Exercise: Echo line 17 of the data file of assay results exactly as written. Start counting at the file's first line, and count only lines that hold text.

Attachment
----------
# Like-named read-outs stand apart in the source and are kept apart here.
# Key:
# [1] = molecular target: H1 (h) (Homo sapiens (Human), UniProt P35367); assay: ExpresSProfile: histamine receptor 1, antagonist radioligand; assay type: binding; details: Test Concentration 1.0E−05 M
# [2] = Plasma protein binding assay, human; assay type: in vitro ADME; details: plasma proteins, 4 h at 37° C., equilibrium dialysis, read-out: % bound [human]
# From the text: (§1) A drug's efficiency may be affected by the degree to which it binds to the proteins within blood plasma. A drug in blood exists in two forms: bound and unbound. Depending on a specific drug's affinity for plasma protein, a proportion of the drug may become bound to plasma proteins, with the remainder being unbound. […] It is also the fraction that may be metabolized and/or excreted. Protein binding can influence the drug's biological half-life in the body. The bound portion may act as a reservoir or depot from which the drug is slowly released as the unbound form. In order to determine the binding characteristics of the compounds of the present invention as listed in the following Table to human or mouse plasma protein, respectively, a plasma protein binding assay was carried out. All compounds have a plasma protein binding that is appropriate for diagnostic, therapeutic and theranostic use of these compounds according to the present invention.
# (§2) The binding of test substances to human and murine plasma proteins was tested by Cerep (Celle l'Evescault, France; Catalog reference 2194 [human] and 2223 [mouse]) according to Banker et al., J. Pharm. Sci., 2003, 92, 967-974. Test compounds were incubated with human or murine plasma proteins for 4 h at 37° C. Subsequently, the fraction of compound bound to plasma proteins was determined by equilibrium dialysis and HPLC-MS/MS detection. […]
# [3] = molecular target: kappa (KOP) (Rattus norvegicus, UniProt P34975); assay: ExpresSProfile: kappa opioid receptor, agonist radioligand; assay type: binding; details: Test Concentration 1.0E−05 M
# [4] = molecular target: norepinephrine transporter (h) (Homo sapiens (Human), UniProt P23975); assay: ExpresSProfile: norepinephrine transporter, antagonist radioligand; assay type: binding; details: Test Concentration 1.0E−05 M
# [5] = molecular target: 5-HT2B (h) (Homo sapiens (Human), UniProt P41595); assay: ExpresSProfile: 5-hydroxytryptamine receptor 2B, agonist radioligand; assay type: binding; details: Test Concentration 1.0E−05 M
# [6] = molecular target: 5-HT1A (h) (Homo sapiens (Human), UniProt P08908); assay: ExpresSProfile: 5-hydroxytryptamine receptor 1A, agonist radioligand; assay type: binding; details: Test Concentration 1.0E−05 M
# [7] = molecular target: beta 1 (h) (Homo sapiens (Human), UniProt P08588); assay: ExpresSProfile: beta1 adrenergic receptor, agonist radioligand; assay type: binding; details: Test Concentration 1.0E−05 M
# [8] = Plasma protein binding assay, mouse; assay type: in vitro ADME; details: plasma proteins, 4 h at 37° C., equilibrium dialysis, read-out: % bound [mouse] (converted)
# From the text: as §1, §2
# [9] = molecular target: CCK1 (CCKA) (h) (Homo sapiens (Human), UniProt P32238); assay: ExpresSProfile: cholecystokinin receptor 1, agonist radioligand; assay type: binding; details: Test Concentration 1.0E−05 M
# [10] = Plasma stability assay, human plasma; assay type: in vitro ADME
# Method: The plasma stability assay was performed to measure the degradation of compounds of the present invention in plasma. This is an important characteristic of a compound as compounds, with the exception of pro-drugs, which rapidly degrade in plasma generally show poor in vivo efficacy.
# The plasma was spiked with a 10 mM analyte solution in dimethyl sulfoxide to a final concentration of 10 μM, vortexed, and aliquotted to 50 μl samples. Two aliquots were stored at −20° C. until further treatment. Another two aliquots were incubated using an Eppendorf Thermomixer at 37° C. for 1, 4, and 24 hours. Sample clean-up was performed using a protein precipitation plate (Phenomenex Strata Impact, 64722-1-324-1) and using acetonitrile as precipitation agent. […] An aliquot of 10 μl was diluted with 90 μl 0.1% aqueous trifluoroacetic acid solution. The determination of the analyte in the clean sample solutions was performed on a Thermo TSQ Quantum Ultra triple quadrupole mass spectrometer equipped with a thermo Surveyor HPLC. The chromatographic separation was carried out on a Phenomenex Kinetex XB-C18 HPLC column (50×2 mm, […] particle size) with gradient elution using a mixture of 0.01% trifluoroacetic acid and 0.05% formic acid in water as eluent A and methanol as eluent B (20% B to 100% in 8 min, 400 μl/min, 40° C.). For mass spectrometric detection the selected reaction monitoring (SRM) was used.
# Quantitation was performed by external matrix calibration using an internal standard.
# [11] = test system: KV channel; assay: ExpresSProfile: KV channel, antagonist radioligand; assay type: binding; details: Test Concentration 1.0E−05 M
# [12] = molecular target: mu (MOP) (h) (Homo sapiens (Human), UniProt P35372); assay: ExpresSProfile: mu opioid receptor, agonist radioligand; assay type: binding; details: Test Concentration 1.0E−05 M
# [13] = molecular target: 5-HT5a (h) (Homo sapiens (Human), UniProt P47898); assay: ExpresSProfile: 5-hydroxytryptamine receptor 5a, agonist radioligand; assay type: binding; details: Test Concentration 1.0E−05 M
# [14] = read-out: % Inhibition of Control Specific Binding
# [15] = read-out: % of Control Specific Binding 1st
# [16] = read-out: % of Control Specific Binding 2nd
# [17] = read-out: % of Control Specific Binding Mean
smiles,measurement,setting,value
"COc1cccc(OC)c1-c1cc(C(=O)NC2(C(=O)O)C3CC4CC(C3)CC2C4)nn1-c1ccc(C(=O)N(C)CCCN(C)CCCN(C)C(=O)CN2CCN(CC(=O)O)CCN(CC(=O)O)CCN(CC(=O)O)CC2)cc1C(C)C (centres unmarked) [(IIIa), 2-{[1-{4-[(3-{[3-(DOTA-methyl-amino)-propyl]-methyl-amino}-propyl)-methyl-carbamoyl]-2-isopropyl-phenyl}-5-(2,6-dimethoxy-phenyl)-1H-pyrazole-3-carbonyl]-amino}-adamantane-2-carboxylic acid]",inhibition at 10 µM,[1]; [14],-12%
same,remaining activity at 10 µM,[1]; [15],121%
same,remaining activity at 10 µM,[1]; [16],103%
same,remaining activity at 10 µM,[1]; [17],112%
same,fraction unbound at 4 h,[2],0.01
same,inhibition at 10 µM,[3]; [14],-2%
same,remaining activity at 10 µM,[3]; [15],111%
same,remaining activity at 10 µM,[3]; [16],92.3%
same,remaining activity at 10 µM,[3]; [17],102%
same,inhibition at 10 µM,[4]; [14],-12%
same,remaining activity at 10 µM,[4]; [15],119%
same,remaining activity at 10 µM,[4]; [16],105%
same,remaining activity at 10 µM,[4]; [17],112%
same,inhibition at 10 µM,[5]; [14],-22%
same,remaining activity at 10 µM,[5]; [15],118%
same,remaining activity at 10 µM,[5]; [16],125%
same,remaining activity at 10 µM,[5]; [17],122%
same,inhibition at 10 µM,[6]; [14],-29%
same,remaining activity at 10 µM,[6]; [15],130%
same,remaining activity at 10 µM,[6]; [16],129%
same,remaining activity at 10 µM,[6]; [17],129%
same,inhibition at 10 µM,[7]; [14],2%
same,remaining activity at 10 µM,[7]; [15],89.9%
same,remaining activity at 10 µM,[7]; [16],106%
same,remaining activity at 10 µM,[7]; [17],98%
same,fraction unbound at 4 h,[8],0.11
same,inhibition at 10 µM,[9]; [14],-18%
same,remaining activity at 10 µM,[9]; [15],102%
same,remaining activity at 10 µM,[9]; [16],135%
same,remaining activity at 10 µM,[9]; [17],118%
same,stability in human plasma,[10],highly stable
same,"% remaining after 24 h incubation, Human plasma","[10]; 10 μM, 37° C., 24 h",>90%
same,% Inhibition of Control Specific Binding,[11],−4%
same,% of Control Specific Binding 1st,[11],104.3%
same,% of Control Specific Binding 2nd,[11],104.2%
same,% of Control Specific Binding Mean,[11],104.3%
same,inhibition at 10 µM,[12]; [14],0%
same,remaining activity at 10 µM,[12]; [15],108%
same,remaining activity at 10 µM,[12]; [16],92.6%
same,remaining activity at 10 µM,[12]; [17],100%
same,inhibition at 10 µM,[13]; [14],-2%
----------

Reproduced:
# The plasma was spiked with a 10 mM analyte solution in dimethyl sulfoxide to a final concentration of 10 μM, vortexed, and aliquotted to 50 μl samples. Two aliquots were stored at −20° C. until further treatment. Another two aliquots were incubated using an Eppendorf Thermomixer at 37° C. for 1, 4, and 24 hours. Sample clean-up was performed using a protein precipitation plate (Phenomenex Strata Impact, 64722-1-324-1) and using acetonitrile as precipitation agent. […] An aliquot of 10 μl was diluted with 90 μl 0.1% aqueous trifluoroacetic acid solution. The determination of the analyte in the clean sample solutions was performed on a Thermo TSQ Quantum Ultra triple quadrupole mass spectrometer equipped with a thermo Surveyor HPLC. The chromatographic separation was carried out on a Phenomenex Kinetex XB-C18 HPLC column (50×2 mm, […] particle size) with gradient elution using a mixture of 0.01% trifluoroacetic acid and 0.05% formic acid in water as eluent A and methanol as eluent B (20% B to 100% in 8 min, 400 μl/min, 40° C.). For mass spectrometric detection the selected reaction monitoring (SRM) was used.